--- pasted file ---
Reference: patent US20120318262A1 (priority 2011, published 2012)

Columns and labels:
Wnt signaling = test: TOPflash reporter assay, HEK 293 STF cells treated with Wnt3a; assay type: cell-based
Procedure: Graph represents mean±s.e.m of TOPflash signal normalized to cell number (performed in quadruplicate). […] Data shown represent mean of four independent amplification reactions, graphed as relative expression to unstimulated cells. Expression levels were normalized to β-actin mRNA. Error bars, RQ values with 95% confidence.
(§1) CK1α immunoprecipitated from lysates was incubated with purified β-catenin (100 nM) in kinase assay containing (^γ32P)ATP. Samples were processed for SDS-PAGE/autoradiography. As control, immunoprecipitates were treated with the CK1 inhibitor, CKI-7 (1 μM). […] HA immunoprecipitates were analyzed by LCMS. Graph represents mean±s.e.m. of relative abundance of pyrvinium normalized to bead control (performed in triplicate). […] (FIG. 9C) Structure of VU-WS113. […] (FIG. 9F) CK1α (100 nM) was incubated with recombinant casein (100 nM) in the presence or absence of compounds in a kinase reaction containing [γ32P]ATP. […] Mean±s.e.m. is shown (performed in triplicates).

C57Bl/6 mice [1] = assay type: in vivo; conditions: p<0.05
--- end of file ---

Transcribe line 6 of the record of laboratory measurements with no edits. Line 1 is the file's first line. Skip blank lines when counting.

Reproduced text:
C57Bl/6 mice [1] = assay type: in vivo; conditions: p<0.05